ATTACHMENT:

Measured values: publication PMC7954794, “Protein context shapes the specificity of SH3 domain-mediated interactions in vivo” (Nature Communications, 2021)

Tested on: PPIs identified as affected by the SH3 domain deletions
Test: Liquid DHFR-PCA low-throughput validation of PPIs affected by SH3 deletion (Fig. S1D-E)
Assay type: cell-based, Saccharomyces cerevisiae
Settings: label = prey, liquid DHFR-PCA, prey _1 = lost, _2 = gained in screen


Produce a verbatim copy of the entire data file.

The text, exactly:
Measured values: publication PMC7954794, “Protein context shapes the specificity of SH3 domain-mediated interactions in vivo” (Nature Communications, 2021)

Tested on: PPIs identified as affected by the SH3 domain deletions
Test: Liquid DHFR-PCA low-throughput validation of PPIs affected by SH3 deletion (Fig. S1D-E)
Assay type: cell-based, Saccharomyces cerevisiae
Settings: label = prey, liquid DHFR-PCA, prey _1 = lost, _2 = gained in screen